The thought of preparing for a home visit is something that makes even some of the most confident and qualified adoptive parents feel nervous. It’s a major step in the adoption process, but don’t sweat it – we’ve got you covered on what to expect.
What can you expect when your social worker conducts your home visit?
- A tour and inspection of your home: Yes, you’ll feel good if you’ve tidied and cleaned and made your home sparkle, but you don’t need to worry if you haven’t attained domestic perfection. What the social worker is looking for is to see your general living spaces, bedrooms, and to know that it’s a safe environment for a child to be in. For instance, if the social worker notes that you should get a fire extinguisher or baby proof certain areas, the goal is for the social worker to point it out to you so that you can take certain steps before the next home visit. Guidelines for each home visit vary by state, but most don’t require that you have a child’s bedroom setup before this visit.
- An in-depth interview: Here, too, your goal should not be to worry about fitting into a cookie-cutter image of what a perfect adoptive family might look like. Rather the interview is an opportunity for your social worker to get to know your family better. Some of what they’ll want to learn is more about your family biography, your own history as a child, your experience with other children and your parenting style, your values, your traditions, if you’ve had infertility issues and how you’ve worked through them, and a whole wealth of other topics. The major goal here is for the social worker to better understand your family dynamic and why you’re motivated to adopt. They will also want to learn more about what you know about adoption, including your general understanding of adoption and the specific steps in the process. The social worker may also recommend certain adoption training classes that will help prepare you to parent – including cultural diversity classes to help prepare you for raising a child of a different background or race. If you have a partner, you’ll be interviewed together, and in some states you may be interviewed separately too. Anyone else who lives in your home, such as another child or a grandparent, will also be interviewed.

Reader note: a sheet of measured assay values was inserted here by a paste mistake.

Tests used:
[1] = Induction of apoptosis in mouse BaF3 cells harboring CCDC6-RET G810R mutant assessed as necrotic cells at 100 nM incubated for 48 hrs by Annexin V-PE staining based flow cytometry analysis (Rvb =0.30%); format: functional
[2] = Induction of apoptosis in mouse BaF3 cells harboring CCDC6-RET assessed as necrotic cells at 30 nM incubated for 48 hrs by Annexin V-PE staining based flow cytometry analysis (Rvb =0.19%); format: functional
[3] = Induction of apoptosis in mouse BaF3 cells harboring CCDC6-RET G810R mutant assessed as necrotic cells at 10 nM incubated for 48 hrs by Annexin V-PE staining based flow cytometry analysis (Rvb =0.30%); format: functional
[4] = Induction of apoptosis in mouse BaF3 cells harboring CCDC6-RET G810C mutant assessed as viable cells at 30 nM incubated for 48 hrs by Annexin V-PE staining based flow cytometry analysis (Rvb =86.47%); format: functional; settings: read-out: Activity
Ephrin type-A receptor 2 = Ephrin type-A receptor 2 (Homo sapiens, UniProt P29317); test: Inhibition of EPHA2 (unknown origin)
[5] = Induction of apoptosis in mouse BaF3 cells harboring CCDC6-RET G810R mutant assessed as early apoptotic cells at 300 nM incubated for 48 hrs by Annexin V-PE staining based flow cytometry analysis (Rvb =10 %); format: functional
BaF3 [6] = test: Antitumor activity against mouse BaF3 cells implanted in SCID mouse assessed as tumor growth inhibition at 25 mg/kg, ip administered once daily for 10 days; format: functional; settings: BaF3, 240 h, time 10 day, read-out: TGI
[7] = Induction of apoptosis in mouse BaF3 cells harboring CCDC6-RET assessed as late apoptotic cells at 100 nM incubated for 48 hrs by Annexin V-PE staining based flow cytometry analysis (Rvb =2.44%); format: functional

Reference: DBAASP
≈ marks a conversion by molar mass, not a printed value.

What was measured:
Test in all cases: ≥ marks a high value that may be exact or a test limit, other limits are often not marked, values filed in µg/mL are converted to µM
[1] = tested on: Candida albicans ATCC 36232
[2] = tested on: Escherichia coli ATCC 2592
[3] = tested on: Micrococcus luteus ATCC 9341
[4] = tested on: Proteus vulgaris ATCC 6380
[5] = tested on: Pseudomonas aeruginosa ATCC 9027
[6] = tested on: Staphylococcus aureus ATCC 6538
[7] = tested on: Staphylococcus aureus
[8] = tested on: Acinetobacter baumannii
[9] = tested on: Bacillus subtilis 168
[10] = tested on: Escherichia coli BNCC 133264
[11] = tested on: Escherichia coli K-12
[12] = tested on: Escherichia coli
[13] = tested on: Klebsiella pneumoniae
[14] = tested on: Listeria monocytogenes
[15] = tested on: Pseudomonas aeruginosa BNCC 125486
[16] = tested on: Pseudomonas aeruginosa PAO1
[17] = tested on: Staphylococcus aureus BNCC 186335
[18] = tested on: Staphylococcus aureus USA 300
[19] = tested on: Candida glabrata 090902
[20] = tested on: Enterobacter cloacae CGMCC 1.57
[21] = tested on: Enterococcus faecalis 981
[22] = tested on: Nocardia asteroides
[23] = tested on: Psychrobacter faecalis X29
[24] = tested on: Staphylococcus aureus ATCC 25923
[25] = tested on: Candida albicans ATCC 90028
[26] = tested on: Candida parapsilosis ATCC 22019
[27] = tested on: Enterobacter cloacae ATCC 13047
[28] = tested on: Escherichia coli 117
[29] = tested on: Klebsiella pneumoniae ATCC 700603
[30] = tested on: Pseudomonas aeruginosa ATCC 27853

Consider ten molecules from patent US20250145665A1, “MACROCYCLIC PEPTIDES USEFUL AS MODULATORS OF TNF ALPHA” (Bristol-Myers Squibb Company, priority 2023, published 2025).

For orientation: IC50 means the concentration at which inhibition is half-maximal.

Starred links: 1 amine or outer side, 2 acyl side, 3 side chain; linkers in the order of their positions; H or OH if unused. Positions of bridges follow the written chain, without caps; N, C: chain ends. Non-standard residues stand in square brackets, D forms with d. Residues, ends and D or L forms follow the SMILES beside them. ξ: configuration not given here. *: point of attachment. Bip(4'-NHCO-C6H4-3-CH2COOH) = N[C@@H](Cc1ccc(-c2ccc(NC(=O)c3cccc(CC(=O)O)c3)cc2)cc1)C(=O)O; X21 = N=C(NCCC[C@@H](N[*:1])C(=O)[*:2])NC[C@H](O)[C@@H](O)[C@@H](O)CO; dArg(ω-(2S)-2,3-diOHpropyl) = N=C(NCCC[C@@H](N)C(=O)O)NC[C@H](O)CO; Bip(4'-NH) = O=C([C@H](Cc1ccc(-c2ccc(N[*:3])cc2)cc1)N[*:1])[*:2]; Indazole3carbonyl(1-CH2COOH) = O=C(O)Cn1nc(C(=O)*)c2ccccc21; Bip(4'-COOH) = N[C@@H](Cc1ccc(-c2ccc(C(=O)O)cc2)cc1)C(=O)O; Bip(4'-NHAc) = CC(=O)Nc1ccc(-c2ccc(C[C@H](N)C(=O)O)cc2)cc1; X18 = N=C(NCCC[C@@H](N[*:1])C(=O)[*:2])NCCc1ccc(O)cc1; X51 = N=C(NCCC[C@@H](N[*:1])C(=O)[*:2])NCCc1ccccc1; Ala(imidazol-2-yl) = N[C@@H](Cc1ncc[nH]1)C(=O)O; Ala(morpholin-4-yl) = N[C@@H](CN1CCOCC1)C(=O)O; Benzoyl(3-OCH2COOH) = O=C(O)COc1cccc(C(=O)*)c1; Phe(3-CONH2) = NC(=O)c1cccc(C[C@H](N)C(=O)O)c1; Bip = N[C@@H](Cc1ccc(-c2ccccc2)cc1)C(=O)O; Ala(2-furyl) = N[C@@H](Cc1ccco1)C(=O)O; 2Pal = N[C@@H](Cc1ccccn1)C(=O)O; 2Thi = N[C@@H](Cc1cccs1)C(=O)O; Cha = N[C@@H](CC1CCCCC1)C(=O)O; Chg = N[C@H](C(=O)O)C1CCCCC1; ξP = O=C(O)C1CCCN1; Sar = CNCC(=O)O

Again, despite the fact that this is a big step in the adoption process, you shouldn’t be too worried. The social worker’s major goal here is to make sure that you’re ready to become a parent. Not only are they there to evaluate your family’s suitability for adoption, they’re also there to help prepare you for it. So the best thing you can do is be honest, be open, and be yourself. This is just one step among many that will help prepare you to welcome a child to your family. You’re working toward that happy ending, and this is just one moment along the way.
- “Parent-to-parent: Preparing for the adoption home study visit.” Adoptive Families. Adoptive Families. Retrieved September 12 2018. https://www.adoptivefamilies.com/adoption-process/parents-share-preparing-for-the-adoption-home-study-visit/.
- “The adoption home study process.” Child Welfare Information Gateway. U.S. Department of Health and Human Services Administration for Children and Families Administration on Children, Youth and Families Children’s Bureau, October 2015. Retrieved September 12 2018. https://www.childwelfare.gov/pubpdfs/f_homstu.pdf.